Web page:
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Royal insider on King Charles' cancer diagnosis and what it means for Britain's royal family

A look at King Charles' cancer diagnosis
A look at King Charles' cancer diagnosis and what it could mean for future engagements 04:01

Britain's King Charles III is being treated for cancer, Buckingham Palace said in a statement Monday. The unspecified form of cancer was discovered as doctors treated the monarch for an enlarged prostate just over a week ago, but it is understood that the king, 75, has been diagnosed with cancer elsewhere in his body, not of the prostate. 

CBS News royal contributor Julian Payne, who served as communications director for then-Prince Charles, said on "CBS Mornings" that the king has generally enjoyed "very robust health."

"So, this will be something he's not used to," Payne said. "I think he will be stoic about it. I think he will do what the doctors are asking him to do, and I think his eye will be firmly focused on getting back to the job and getting back to full fitness."

Payne noted that during the reign of Charles' mother, Queen Elizabeth II, health issues of the monarch and other senior members of the royal family were never discussed. He said Charles took a bold step by addressing his health problems, which may be due to a desire to encourage others to get themselves checked and make doctor's appointments. 

King Charles III & Queen Camilla attend Sunday Church
King Charles III and Queen Camilla attend the Sunday service at the Church of St Mary Magdalene on the Sandringham estate, Feb. 4, 2024, in Sandringham, England. Max Mumby/Indigo/Getty

Buckingham Palace said Charles had "commenced a schedule of regular treatments," and that during that treatment he would "postpone public-facing duties." It said he would continue with his official business and office work as usual.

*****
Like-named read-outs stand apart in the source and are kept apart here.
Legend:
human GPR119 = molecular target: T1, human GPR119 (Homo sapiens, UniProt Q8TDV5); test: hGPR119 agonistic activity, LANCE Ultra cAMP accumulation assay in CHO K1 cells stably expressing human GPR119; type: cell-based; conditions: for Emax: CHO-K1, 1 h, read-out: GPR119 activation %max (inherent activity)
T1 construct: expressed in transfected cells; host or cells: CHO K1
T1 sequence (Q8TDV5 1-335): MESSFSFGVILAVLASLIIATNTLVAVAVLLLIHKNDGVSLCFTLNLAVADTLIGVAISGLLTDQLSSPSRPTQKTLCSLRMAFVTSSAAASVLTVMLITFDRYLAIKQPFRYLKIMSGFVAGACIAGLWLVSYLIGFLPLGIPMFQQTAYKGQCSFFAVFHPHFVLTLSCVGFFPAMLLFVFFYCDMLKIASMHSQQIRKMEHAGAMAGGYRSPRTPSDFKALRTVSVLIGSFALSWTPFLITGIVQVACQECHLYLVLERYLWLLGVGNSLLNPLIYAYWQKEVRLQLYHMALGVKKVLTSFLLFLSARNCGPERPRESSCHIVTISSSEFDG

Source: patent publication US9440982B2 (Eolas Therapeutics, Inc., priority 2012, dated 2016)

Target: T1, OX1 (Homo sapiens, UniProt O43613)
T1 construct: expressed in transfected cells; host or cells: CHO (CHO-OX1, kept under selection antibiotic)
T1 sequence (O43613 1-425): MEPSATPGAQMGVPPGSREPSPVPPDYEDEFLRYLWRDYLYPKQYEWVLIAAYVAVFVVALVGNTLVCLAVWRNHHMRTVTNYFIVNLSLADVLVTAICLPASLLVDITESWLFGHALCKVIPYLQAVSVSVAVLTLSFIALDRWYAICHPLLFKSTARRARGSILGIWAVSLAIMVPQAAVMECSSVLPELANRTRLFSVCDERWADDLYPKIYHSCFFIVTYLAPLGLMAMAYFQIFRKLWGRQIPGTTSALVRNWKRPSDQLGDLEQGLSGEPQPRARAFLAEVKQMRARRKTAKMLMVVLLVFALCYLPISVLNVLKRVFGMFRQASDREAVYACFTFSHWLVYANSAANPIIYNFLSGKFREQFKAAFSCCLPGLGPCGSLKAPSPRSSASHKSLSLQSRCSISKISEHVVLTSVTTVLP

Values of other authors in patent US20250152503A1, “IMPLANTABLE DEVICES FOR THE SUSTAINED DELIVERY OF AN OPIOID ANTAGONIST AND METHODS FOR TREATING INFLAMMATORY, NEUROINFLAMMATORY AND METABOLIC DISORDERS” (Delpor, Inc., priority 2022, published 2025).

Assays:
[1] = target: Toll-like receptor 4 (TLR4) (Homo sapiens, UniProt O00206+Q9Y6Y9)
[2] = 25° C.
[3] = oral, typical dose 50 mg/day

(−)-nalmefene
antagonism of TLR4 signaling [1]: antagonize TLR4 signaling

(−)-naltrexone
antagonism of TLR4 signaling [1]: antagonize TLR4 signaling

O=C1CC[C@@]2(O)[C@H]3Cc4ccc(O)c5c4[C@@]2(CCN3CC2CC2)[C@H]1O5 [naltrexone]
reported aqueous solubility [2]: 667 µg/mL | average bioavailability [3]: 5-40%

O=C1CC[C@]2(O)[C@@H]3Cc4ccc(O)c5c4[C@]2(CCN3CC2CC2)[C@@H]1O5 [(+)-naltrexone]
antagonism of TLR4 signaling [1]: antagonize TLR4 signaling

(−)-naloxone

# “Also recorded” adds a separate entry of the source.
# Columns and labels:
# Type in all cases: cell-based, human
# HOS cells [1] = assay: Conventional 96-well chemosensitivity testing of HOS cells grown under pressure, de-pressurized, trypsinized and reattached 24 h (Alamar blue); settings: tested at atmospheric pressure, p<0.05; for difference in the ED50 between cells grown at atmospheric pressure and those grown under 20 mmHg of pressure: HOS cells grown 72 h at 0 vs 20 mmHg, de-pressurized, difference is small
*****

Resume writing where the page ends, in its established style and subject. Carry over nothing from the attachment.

"The King is grateful to his medical team for their swift intervention, which was made possible thanks to his recent hospital procedure. He remains wholly positive about his treatment and looks forward to returning to full public duty as soon as possible," the statement said, adding that the monarch had "chosen to share his diagnosis to prevent speculation and in the hope it may assist public understanding for all those around the world who are affected by cancer."

Payne said there were some underlying messages in the official statement released by Buckingham Palace about the king's health — all of which are composed with the utmost attention to detail.

By stressing that the king would continue with his daily work, even if he cancels public engagements, "what they are actually telling you is that he is in good shape, and that role as head of state is not being impeded in any way," Payne said. 

"If it was the case that something more serious was just around the corner, they absolutely would not be giving you that level of operational detail," he said.

People outside Buckingham Palace react to the king's diagnosis

In the U.K., news of King Charles III's cancer diagnosis has been dominating the national conversation since the announcement on Monday, leading every TV bulletin and newspaper front page.

On the ground, people passing by Buckingham Palace on Tuesday, one of the king's official residences, almost unanimously shared the same two feelings: shock and support.

Angela, who is from Cambridge, happened to be sightseeing when the news broke.

"It's very sad, but he's got good doctors, so I'm sure whatever cancer he's got, they'll sort it out," she told CBS News. "He's an amazing chap."

A passer-by named Will told CBS News on Tuesday that he hopes the best for the king.

"Like most of the people in the UK, I dare say, I wish him the very best of luck and a speedy recovery."

Despite not being as popular as the late Queen Elizabeth II at the same stage of her life, King Charles III still enjoys an " enormous amount of affection and goodwill" from the public, according to Roya Nikkhah, the royal editor of The Sunday Times.

"The British public have been really shocked and saddened, as much as they were when the Queen was very unwell and in her final years," she told CBS News. "The nation will want to rally around the king and hope he makes a full recovery."

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